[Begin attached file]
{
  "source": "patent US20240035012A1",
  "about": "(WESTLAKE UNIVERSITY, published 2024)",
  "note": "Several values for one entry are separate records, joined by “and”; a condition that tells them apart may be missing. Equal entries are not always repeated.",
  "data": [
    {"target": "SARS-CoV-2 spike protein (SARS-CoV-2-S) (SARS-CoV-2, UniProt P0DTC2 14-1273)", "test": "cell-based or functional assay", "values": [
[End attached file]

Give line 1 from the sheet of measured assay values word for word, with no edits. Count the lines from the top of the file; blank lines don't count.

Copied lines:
{